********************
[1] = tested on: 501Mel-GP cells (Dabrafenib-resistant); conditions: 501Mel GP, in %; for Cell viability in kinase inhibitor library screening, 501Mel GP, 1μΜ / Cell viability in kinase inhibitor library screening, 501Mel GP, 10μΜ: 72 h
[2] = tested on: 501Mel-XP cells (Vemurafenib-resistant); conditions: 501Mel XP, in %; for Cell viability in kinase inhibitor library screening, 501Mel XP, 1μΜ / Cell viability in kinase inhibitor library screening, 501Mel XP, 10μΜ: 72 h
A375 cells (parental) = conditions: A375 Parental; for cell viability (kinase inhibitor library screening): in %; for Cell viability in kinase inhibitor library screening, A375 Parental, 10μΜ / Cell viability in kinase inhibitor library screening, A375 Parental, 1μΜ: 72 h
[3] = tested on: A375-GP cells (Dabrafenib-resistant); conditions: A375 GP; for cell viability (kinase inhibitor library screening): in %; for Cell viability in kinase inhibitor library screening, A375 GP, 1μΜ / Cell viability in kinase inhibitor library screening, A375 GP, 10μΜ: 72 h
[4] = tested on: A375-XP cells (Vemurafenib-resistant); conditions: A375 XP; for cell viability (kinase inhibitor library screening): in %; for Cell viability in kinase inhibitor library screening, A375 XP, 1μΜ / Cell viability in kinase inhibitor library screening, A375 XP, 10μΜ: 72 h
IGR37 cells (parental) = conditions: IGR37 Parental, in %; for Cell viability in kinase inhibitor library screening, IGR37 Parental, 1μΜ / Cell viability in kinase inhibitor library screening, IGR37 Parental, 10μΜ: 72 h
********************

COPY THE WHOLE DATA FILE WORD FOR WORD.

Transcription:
[1] = tested on: 501Mel-GP cells (Dabrafenib-resistant); conditions: 501Mel GP, in %; for Cell viability in kinase inhibitor library screening, 501Mel GP, 1μΜ / Cell viability in kinase inhibitor library screening, 501Mel GP, 10μΜ: 72 h
[2] = tested on: 501Mel-XP cells (Vemurafenib-resistant); conditions: 501Mel XP, in %; for Cell viability in kinase inhibitor library screening, 501Mel XP, 1μΜ / Cell viability in kinase inhibitor library screening, 501Mel XP, 10μΜ: 72 h
A375 cells (parental) = conditions: A375 Parental; for cell viability (kinase inhibitor library screening): in %; for Cell viability in kinase inhibitor library screening, A375 Parental, 10μΜ / Cell viability in kinase inhibitor library screening, A375 Parental, 1μΜ: 72 h
[3] = tested on: A375-GP cells (Dabrafenib-resistant); conditions: A375 GP; for cell viability (kinase inhibitor library screening): in %; for Cell viability in kinase inhibitor library screening, A375 GP, 1μΜ / Cell viability in kinase inhibitor library screening, A375 GP, 10μΜ: 72 h
[4] = tested on: A375-XP cells (Vemurafenib-resistant); conditions: A375 XP; for cell viability (kinase inhibitor library screening): in %; for Cell viability in kinase inhibitor library screening, A375 XP, 1μΜ / Cell viability in kinase inhibitor library screening, A375 XP, 10μΜ: 72 h
IGR37 cells (parental) = conditions: IGR37 Parental, in %; for Cell viability in kinase inhibitor library screening, IGR37 Parental, 1μΜ / Cell viability in kinase inhibitor library screening, IGR37 Parental, 10μΜ: 72 h